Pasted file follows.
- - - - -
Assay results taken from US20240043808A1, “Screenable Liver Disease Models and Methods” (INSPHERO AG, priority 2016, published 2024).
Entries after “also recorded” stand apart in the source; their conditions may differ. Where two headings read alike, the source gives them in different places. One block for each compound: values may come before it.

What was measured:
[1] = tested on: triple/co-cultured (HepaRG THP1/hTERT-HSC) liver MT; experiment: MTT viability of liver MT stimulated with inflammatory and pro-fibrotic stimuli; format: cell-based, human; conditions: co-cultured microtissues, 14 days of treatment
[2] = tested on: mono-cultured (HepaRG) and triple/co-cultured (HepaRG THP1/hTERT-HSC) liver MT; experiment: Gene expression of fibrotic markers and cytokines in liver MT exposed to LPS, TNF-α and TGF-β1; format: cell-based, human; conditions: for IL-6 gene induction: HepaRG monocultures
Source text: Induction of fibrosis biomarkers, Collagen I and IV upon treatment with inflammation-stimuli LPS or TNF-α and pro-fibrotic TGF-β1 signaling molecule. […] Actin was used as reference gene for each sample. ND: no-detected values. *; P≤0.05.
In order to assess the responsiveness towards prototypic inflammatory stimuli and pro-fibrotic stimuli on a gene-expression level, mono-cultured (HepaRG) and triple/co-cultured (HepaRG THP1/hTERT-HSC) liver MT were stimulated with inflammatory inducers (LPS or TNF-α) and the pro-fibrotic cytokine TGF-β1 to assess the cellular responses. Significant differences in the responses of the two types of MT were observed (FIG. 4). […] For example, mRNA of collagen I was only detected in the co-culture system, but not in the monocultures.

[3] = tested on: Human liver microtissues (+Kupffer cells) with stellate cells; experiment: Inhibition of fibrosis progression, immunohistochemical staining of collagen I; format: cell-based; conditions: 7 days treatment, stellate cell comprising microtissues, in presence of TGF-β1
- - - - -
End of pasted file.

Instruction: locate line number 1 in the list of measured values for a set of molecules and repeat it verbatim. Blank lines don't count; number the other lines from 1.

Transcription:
Assay results taken from US20240043808A1, “Screenable Liver Disease Models and Methods” (INSPHERO AG, priority 2016, published 2024).